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ViTAS

What do you call this certain kind of 2D sprite?

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Has anyone here seen the old Playstation game "Gundam Battle Assault/Master" or the Gameboy Advance game "Medabots Metabee version"? Anyways I was wondering about their sprites. How come their sprites are 2D but move smoothly in a strange kind of way? As if every part of their body is individually animated? In a way, it reminds me of a 3D object but these games aren't cel-shaded (or so I think) Does anyone know what's up with those sprites? And can anyone tell me how these are made?

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Sprites are simply 2-d pictures. Animation can be as smooth and detailed as developers can afford to make. The developers of these games may have had several professional animators or expensive 3-d animation software to create their animation. The more intermitant frames of the animation you create, the smoother the animation will be. The detail of the animation is determined by the artist. It may well be that each body part is individually animated.

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I think the type of sprites you are referring to are isometric sprites and for Medabots Metabee I'm pretty sure they're hand drawn.

Regards,
Pat.

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This is probably how it's done:

1. modeled the game characters using 3D modelers such as 3DSMAXg or MilkShape 3D
2. with modeler features, the character can be animated.
3. The animation frames are then stored as bitmaps and used as sprite images

doing it this way makes your characters look 3D models even when it's not. the higher the framerate in animating using the modeler, the smoother it gets, although at the price of memory you'll use to keep the bitmap sprites.

btw mate, you from manila?

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harmless: Yes :) I'm from San Juan to be exact.

Ok, I found some info.

Bandai of Japan calls this technology "Motion Parts System" or MPS. Some call it "Multi Joint Animation".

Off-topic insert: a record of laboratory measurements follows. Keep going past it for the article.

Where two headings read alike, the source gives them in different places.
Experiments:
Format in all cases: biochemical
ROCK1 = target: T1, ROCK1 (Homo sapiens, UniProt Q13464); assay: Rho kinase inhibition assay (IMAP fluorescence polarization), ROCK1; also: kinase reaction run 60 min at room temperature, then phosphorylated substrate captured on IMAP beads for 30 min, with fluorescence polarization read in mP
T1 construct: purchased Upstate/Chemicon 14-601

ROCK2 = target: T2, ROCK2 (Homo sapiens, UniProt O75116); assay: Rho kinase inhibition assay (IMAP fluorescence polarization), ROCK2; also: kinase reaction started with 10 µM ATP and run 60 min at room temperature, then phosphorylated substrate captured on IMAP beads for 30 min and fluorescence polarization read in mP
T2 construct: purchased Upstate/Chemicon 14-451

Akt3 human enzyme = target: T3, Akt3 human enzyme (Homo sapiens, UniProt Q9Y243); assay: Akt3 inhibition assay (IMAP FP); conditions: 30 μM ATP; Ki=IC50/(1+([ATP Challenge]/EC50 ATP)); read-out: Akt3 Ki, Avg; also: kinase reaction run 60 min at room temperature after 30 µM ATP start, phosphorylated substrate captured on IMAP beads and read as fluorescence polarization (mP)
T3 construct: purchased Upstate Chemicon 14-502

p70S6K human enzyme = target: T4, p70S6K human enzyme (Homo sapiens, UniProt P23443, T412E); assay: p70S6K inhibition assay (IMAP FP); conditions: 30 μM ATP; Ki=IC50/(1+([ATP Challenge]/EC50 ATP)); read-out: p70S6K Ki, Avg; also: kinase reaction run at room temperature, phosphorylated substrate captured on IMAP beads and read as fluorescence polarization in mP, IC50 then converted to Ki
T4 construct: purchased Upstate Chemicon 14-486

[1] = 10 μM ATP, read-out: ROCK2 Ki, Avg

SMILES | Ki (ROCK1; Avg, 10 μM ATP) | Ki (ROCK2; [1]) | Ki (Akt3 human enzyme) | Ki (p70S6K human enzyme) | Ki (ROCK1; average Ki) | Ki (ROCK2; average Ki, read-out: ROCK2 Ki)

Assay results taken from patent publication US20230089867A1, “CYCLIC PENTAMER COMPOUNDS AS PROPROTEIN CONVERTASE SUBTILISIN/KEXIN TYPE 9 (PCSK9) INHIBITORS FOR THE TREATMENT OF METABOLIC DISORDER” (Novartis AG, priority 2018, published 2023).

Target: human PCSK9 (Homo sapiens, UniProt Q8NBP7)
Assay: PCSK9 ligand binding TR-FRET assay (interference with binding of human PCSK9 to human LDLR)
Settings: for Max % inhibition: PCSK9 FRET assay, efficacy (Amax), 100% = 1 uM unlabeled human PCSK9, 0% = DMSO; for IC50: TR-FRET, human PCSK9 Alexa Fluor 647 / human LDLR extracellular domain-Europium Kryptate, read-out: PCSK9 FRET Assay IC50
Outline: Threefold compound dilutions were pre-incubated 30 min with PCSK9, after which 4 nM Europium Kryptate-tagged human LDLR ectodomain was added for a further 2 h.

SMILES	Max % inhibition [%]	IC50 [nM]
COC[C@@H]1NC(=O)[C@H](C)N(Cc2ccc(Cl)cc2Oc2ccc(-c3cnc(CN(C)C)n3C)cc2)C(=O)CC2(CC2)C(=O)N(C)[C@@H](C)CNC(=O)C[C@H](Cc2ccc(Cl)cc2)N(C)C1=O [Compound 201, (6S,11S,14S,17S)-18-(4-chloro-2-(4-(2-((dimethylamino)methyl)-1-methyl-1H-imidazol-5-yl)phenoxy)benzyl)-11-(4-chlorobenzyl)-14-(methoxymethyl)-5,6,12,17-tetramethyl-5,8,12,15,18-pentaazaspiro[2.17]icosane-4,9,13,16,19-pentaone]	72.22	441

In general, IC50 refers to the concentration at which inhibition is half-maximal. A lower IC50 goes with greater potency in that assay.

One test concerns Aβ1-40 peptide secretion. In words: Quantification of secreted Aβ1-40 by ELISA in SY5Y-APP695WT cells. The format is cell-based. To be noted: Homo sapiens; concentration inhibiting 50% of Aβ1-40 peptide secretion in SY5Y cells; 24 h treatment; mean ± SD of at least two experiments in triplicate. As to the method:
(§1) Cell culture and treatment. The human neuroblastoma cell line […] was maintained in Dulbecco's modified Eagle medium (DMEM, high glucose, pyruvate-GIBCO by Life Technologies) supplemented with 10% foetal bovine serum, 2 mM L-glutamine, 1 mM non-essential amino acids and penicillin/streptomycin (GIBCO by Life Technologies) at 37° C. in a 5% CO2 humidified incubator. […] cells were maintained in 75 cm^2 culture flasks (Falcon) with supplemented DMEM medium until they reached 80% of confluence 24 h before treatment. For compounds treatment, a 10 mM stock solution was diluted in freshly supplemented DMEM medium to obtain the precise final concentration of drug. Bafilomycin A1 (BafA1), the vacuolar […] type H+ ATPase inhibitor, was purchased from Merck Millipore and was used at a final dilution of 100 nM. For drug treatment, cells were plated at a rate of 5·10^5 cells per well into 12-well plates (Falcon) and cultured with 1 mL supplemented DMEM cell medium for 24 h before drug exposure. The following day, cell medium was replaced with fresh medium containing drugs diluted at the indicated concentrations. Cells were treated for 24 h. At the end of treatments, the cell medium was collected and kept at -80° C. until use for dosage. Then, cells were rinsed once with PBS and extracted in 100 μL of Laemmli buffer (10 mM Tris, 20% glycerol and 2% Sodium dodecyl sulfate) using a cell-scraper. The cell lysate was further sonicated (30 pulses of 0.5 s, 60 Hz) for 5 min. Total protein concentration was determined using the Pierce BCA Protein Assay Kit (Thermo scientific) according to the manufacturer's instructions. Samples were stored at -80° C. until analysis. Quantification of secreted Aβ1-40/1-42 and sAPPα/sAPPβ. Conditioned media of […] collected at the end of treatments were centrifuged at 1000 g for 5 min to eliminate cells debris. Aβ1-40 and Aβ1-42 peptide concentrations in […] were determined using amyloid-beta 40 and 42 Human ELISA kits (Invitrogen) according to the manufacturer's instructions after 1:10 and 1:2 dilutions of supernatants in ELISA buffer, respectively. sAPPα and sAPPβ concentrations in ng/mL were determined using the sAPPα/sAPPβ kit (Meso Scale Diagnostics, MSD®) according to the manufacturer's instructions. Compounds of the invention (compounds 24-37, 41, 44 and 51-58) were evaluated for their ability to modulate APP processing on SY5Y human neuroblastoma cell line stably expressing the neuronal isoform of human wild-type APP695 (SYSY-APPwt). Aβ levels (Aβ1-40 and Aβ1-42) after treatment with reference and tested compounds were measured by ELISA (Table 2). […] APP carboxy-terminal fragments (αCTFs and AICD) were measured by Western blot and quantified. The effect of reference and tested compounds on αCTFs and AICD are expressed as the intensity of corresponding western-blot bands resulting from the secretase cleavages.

Apparently, it works by making the character/robot out of separate little sprites and individually animating them. Kinda like cutting a paper doll by its joints then sticking them together at their respective places using pins. One popular game which used this style is Rayman. A new arcade fighting game also uses this and that game is Sammy's Rumble Fish.

I'd like ot know if there any tutorials on how to make and program such sprites?

[Edited by - ViTAS on December 6, 2004 10:31:06 PM]

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Quote:
Original post by ViTAS
I'd like ot know if there any tutorials on how to make and program such sprites?
How would it be different from any other type of animated sprite?

Draw head at position + headOffset
Draw torso at position
Draw leftArm at position + leftArmOffset

and so forth.

I did something similar a long while ago.

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I think i'll agree with Kordova there. it's just like any other sprite. it's how each frame is drawn that makes it better or worse.

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Oh ok, thanks! :D I was just making sure if there was somekinda different way to do it or if there would be some issues/problems.

harmless: Are you a gamedev or artist?

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Quote:
Original post by ViTAS
Oh ok, thanks! :D I was just making sure if there was somekinda different way to do it or if there would be some issues/problems.

harmless: Are you a gamedev or artist?


gamedev :)

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